Figuring out solutions to practical needs has been a major drive in Jane Stein’s life.
For example, she is excited about a new copy machine coming to the Bridges Community Resource Network office. It’s not that the old one has too much of a problem — it’s more a matter of practicality. They’re planning to share the new one with Hospice of the Central Peninsula, the organization Bridges shares an office with. They’ll split the costs on the new copy machine and get about the same amount of use out of it.
In another incident, she almost didn’t go to the annual Industry Appreciation Day in Kenai this year — though she has always gone, the ground is uneven, and at 84, falling can be a huge inconvenience.
“But then I thought, you can’t let your body dictate what you can and can’t do,” she said.
If she hadn’t gone, she would have missed the ceremony in which she was awarded the Donald E. Gilman Award for volunteer of the year in community, governmental and civic affairs. She didn’t know about the award ahead of time, though it occurred to her as she was walking up to the stage, “oh, those sound like things I’ve done!”
The commendation before the reward, read by Borough Mayor Mike Navarre at the celebration held Aug. 26, notes Stein’s ongoing volunteer efforts and her nickname — “the Energizer Bunny.”
“This Soldotna/Kenai area is very fortunate to have this person as a community member who lights up a room with an unmistakable smile,” the introduction read. “This person puts their heart into everything they do and truly cares about others without expectation of compensation.”
All three adjectives attached to the award apply to her extensively. Besides serving for about a decade on Soldotna City Council and on the Central Kenai Peninsula Hospital Service Area Board, she’s volunteered with a dozen or more organization on the central Kenai Peninsula over the years, currently serving as president of the Bridges Community Resource Network board and actively volunteering with the Central Peninsula Hospital Auxiliary.
Bridges serves as a parent nonprofit for community organizations trying to become their own nonprofits, accepting donations for them and allowing their operations to be tax deductible while they get off their feet. The organization doesn’t do any advertising, operating entirely off word-of-mouth, Stein said, but has had the opportunity to help groups ranging from high school sport booster clubs to the annual Project Homeless Connect and Matti’s Farm in Kenai.
She and a group of other women founded the organization in the mid-1990s to help fill a need and have watched it grow over the years, she said. But volunteering in various capacities has always been part of her life, starting with 4-H before she went to college at Purdue University in Indiana.
“I’ve had the privilege of working with fabulous people,” she said. “…I’ve always volunteered. It’s a major part of my life, through my church, (et cetera).”
She spent her career teaching home economics, primarily in San Diego public schools. Though home economics isn’t taught as extensively in high schools as it once was, Stein argues that the subject carried a lot of science and math applications — including nutrition for infants and mathematics for scaling cooking recipes as well as practical knowledge, like sewing clothing. The classes included real-life skills, and she worked with many at-risk and non-English speaking students over the years, she said.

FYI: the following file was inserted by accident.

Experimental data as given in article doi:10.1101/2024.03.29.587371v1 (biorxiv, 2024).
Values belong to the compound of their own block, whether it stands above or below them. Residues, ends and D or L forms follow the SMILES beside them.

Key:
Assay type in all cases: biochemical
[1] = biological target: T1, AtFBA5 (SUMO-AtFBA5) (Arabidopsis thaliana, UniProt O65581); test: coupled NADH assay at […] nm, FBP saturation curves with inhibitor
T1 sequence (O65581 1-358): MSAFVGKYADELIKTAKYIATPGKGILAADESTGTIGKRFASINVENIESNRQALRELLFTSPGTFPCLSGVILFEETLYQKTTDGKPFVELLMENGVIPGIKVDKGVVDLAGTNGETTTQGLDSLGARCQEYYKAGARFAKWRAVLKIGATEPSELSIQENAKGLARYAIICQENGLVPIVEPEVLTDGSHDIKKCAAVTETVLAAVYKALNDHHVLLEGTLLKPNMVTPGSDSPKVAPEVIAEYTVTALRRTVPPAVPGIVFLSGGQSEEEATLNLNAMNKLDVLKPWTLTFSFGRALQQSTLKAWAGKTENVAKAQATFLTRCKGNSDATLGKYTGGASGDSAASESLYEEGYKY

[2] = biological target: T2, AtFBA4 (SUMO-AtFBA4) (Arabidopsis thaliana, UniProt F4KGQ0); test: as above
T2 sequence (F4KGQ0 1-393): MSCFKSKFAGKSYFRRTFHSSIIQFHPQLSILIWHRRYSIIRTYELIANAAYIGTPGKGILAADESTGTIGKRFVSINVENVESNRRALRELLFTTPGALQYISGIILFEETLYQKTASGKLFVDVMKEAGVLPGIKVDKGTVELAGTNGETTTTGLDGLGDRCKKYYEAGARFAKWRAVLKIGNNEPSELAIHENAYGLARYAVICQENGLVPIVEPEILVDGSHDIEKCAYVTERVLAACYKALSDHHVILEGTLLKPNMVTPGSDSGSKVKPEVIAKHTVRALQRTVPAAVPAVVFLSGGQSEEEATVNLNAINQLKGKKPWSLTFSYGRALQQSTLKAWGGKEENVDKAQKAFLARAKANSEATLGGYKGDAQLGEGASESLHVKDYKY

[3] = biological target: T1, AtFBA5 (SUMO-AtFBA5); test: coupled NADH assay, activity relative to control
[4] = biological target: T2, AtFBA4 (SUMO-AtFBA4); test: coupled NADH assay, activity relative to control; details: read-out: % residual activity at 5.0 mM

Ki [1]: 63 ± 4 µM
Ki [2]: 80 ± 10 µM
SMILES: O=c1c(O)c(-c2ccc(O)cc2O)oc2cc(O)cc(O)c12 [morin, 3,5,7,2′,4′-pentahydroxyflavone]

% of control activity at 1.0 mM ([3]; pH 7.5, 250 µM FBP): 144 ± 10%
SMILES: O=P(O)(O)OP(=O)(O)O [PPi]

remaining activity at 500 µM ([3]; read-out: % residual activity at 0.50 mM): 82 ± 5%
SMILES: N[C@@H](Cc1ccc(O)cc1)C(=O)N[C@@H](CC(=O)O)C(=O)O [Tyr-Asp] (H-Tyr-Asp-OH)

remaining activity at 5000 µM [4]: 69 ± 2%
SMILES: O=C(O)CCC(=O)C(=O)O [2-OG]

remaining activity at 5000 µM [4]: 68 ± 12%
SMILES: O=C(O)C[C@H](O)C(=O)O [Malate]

“I retired from teaching in 1988, I am still hearing from those students, and now they are grandparents and retired, that sort of thing,” she said.
Enumerating her experiences takes a densely packed, single-space sheet — a resume she built several years ago is packed from top to bottom with awards, volunteer service, advisory positions and professional affiliations. As well as executing high-level needs, like coordinating nonprofit donations through Bridges or fundraising campaigns through United Way, she has contributed to simple practical needs, like delivering hot towels at Central Peninsula Hospital or driving vans at the Kenai River Classic event.
“(I fill needs) as the need rises, what I’m hearing back from the community,” she said.
She and her husband moved to Alaska permanently in 1989, following her daughter Kathy Gensel, who is now the foundation director of the Central Peninsula Health Foundation, a charity organization tangential to Central Peninsula Hospital that raises money to support patients and kids on the central peninsula. The two work together often, Stein said.
“My grandmother was this kind of woman, and my mother was this kind of woman,” she said with a laugh.
The Kenai Peninsula has a host of involved volunteers — it’s encouraging to see them heping at Central Peninsula Hospital Auxiliary and other events around town, she said. However, one issue in the community is the need for volunteers to serve on the boards of organizations, she said.
“That’s really what we’re seeing happening within the community,” she said. “(It can be hard for) to commit to going to one meeting every month … We should be concerned about what’s happening within our community.”
Reach Elizabeth Earl at email@example.com.